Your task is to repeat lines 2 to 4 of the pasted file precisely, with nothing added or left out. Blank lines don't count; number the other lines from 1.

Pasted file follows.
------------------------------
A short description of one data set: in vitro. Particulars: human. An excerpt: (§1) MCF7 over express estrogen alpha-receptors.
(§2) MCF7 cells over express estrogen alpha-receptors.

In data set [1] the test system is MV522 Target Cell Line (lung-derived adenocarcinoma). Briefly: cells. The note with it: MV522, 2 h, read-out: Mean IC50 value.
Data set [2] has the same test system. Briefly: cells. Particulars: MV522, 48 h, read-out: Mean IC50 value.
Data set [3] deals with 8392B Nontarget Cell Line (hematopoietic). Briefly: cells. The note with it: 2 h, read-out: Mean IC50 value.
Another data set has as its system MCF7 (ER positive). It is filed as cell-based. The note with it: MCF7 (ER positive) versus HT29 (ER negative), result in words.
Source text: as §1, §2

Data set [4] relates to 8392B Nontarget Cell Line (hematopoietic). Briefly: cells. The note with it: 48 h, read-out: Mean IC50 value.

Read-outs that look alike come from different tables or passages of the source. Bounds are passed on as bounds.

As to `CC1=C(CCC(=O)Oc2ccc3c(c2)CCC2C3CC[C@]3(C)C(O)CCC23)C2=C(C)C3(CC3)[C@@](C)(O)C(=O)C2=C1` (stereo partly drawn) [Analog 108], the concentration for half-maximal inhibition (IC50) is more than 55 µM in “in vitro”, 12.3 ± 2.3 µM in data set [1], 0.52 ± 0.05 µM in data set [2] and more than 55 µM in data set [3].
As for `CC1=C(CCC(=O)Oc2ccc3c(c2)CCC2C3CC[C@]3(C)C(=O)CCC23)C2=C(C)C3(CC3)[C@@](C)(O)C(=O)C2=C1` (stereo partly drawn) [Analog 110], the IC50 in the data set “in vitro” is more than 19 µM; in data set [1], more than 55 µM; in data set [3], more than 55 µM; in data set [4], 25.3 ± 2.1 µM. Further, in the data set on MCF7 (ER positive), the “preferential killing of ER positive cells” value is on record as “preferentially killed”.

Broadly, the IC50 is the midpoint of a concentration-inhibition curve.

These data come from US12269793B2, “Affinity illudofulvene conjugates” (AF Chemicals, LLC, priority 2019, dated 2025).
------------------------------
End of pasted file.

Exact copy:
(§2) MCF7 cells over express estrogen alpha-receptors.

In data set [1] the test system is MV522 Target Cell Line (lung-derived adenocarcinoma). Briefly: cells. The note with it: MV522, 2 h, read-out: Mean IC50 value.
Data set [2] has the same test system. Briefly: cells. Particulars: MV522, 48 h, read-out: Mean IC50 value.